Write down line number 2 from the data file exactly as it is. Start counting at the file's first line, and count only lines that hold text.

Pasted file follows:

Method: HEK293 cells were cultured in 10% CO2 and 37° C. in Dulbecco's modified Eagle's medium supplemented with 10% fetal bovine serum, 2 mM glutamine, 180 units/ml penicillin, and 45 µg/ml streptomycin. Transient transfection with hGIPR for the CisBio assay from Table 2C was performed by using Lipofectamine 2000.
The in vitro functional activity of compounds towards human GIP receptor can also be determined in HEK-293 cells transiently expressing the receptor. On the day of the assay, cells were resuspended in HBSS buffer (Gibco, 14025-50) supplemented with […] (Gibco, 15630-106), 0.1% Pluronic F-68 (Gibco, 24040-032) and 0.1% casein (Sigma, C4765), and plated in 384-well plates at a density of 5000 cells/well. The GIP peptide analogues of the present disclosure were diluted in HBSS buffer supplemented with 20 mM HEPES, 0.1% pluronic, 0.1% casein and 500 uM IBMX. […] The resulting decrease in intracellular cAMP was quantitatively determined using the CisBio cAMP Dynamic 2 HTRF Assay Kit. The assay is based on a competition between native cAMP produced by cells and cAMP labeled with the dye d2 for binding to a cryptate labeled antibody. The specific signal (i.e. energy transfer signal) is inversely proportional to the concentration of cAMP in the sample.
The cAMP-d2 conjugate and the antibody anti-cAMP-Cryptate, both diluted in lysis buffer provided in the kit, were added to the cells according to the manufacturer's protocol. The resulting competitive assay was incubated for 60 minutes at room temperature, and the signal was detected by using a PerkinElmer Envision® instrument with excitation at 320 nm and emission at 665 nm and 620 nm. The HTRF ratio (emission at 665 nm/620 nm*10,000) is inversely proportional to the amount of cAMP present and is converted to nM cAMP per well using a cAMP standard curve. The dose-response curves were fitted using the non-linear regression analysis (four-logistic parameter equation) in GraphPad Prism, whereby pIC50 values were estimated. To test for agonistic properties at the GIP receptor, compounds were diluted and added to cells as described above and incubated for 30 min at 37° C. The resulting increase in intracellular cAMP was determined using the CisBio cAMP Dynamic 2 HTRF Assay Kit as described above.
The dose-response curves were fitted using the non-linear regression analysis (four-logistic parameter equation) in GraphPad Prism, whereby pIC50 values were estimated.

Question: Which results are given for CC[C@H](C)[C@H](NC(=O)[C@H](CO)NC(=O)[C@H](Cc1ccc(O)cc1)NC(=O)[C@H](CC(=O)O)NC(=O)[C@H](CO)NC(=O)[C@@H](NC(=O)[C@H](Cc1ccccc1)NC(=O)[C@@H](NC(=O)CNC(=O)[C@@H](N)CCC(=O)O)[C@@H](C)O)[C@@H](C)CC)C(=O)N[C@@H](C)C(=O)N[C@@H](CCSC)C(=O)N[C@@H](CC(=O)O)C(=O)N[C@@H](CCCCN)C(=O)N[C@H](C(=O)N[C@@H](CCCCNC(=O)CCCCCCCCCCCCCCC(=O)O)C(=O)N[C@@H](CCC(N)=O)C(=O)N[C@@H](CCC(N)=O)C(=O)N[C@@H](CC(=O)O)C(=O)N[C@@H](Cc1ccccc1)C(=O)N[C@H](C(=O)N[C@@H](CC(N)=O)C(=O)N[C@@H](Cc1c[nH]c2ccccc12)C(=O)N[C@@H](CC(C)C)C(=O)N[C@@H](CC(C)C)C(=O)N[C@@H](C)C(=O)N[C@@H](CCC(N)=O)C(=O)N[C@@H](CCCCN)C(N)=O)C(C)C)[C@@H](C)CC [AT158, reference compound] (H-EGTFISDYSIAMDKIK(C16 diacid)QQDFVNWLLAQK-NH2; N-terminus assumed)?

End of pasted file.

The in vitro functional activity of compounds towards human GIP receptor can also be determined in HEK-293 cells transiently expressing the receptor. On the day of the assay, cells were resuspended in HBSS buffer (Gibco, 14025-50) supplemented with […] (Gibco, 15630-106), 0.1% Pluronic F-68 (Gibco, 24040-032) and 0.1% casein (Sigma, C4765), and plated in 384-well plates at a density of 5000 cells/well. The GIP peptide analogues of the present disclosure were diluted in HBSS buffer supplemented with 20 mM HEPES, 0.1% pluronic, 0.1% casein and 500 uM IBMX. […] The resulting decrease in intracellular cAMP was quantitatively determined using the CisBio cAMP Dynamic 2 HTRF Assay Kit. The assay is based on a competition between native cAMP produced by cells and cAMP labeled with the dye d2 for binding to a cryptate labeled antibody. The specific signal (i.e. energy transfer signal) is inversely proportional to the concentration of cAMP in the sample.